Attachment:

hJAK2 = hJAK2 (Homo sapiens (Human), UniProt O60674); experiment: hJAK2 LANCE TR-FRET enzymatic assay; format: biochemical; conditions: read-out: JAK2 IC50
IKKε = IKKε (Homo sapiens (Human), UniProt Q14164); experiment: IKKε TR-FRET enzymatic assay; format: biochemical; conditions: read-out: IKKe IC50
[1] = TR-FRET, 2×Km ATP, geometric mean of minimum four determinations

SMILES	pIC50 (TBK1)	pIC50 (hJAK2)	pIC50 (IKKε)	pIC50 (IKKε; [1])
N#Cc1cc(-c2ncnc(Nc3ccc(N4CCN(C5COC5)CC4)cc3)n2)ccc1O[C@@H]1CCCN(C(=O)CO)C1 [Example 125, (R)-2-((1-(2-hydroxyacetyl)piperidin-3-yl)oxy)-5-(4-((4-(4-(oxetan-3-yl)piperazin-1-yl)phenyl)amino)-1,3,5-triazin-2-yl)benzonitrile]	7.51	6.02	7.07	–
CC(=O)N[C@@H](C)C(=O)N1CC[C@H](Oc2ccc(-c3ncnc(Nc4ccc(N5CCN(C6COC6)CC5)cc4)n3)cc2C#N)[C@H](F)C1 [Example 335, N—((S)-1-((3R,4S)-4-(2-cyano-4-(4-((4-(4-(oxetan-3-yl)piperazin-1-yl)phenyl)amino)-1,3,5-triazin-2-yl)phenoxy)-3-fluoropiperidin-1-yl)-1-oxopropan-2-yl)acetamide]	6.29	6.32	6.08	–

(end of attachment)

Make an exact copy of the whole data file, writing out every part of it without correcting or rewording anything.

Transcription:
hJAK2 = hJAK2 (Homo sapiens (Human), UniProt O60674); experiment: hJAK2 LANCE TR-FRET enzymatic assay; format: biochemical; conditions: read-out: JAK2 IC50
IKKε = IKKε (Homo sapiens (Human), UniProt Q14164); experiment: IKKε TR-FRET enzymatic assay; format: biochemical; conditions: read-out: IKKe IC50
[1] = TR-FRET, 2×Km ATP, geometric mean of minimum four determinations

SMILES	pIC50 (TBK1)	pIC50 (hJAK2)	pIC50 (IKKε)	pIC50 (IKKε; [1])
N#Cc1cc(-c2ncnc(Nc3ccc(N4CCN(C5COC5)CC4)cc3)n2)ccc1O[C@@H]1CCCN(C(=O)CO)C1 [Example 125, (R)-2-((1-(2-hydroxyacetyl)piperidin-3-yl)oxy)-5-(4-((4-(4-(oxetan-3-yl)piperazin-1-yl)phenyl)amino)-1,3,5-triazin-2-yl)benzonitrile]	7.51	6.02	7.07	–
CC(=O)N[C@@H](C)C(=O)N1CC[C@H](Oc2ccc(-c3ncnc(Nc4ccc(N5CCN(C6COC6)CC5)cc4)n3)cc2C#N)[C@H](F)C1 [Example 335, N—((S)-1-((3R,4S)-4-(2-cyano-4-(4-((4-(4-(oxetan-3-yl)piperazin-1-yl)phenyl)amino)-1,3,5-triazin-2-yl)phenoxy)-3-fluoropiperidin-1-yl)-1-oxopropan-2-yl)acetamide]	6.29	6.32	6.08	–